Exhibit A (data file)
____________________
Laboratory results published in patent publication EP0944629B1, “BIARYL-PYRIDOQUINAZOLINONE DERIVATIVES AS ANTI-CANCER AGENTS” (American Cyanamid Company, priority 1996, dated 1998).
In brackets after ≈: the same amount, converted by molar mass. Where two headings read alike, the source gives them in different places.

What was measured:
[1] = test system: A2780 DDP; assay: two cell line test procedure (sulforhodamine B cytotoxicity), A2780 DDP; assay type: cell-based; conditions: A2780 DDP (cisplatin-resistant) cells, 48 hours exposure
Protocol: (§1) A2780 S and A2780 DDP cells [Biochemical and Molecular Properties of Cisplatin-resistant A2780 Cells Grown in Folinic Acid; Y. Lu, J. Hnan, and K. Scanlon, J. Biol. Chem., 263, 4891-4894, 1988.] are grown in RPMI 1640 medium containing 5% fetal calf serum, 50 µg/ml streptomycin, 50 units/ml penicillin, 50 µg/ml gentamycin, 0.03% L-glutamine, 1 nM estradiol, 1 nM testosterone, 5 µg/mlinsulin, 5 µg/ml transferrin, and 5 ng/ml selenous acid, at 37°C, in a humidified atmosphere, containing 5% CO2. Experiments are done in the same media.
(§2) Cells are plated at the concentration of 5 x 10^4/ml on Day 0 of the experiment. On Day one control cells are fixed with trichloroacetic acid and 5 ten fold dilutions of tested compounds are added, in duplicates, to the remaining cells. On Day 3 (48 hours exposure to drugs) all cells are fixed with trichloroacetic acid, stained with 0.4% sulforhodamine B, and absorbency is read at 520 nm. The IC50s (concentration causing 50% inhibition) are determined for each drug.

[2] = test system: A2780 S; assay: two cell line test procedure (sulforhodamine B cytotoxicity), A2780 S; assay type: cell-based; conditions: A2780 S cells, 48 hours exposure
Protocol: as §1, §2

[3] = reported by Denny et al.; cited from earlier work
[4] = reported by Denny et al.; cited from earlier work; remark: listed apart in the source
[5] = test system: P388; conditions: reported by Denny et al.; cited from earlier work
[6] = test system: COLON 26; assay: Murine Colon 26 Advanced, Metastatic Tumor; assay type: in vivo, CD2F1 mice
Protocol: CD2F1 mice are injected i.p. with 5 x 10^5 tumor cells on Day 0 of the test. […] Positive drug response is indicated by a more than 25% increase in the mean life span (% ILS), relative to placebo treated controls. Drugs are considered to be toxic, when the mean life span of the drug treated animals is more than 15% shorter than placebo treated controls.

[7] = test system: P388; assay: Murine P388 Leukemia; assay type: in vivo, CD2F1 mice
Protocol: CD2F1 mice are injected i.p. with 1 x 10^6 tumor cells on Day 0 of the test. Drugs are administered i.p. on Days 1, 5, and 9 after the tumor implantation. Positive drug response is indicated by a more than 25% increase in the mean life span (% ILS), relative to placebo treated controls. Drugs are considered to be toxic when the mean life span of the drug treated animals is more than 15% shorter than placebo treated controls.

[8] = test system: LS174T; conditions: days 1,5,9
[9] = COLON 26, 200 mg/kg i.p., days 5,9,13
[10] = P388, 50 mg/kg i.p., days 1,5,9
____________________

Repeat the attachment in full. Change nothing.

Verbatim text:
Laboratory results published in patent publication EP0944629B1, “BIARYL-PYRIDOQUINAZOLINONE DERIVATIVES AS ANTI-CANCER AGENTS” (American Cyanamid Company, priority 1996, dated 1998).
In brackets after ≈: the same amount, converted by molar mass. Where two headings read alike, the source gives them in different places.

What was measured:
[1] = test system: A2780 DDP; assay: two cell line test procedure (sulforhodamine B cytotoxicity), A2780 DDP; assay type: cell-based; conditions: A2780 DDP (cisplatin-resistant) cells, 48 hours exposure
Protocol: (§1) A2780 S and A2780 DDP cells [Biochemical and Molecular Properties of Cisplatin-resistant A2780 Cells Grown in Folinic Acid; Y. Lu, J. Hnan, and K. Scanlon, J. Biol. Chem., 263, 4891-4894, 1988.] are grown in RPMI 1640 medium containing 5% fetal calf serum, 50 µg/ml streptomycin, 50 units/ml penicillin, 50 µg/ml gentamycin, 0.03% L-glutamine, 1 nM estradiol, 1 nM testosterone, 5 µg/mlinsulin, 5 µg/ml transferrin, and 5 ng/ml selenous acid, at 37°C, in a humidified atmosphere, containing 5% CO2. Experiments are done in the same media.
(§2) Cells are plated at the concentration of 5 x 10^4/ml on Day 0 of the experiment. On Day one control cells are fixed with trichloroacetic acid and 5 ten fold dilutions of tested compounds are added, in duplicates, to the remaining cells. On Day 3 (48 hours exposure to drugs) all cells are fixed with trichloroacetic acid, stained with 0.4% sulforhodamine B, and absorbency is read at 520 nm. The IC50s (concentration causing 50% inhibition) are determined for each drug.

[2] = test system: A2780 S; assay: two cell line test procedure (sulforhodamine B cytotoxicity), A2780 S; assay type: cell-based; conditions: A2780 S cells, 48 hours exposure
Protocol: as §1, §2

[3] = reported by Denny et al.; cited from earlier work
[4] = reported by Denny et al.; cited from earlier work; remark: listed apart in the source
[5] = test system: P388; conditions: reported by Denny et al.; cited from earlier work
[6] = test system: COLON 26; assay: Murine Colon 26 Advanced, Metastatic Tumor; assay type: in vivo, CD2F1 mice
Protocol: CD2F1 mice are injected i.p. with 5 x 10^5 tumor cells on Day 0 of the test. […] Positive drug response is indicated by a more than 25% increase in the mean life span (% ILS), relative to placebo treated controls. Drugs are considered to be toxic, when the mean life span of the drug treated animals is more than 15% shorter than placebo treated controls.

[7] = test system: P388; assay: Murine P388 Leukemia; assay type: in vivo, CD2F1 mice
Protocol: CD2F1 mice are injected i.p. with 1 x 10^6 tumor cells on Day 0 of the test. Drugs are administered i.p. on Days 1, 5, and 9 after the tumor implantation. Positive drug response is indicated by a more than 25% increase in the mean life span (% ILS), relative to placebo treated controls. Drugs are considered to be toxic when the mean life span of the drug treated animals is more than 15% shorter than placebo treated controls.

[8] = test system: LS174T; conditions: days 1,5,9
[9] = COLON 26, 200 mg/kg i.p., days 5,9,13
[10] = P388, 50 mg/kg i.p., days 1,5,9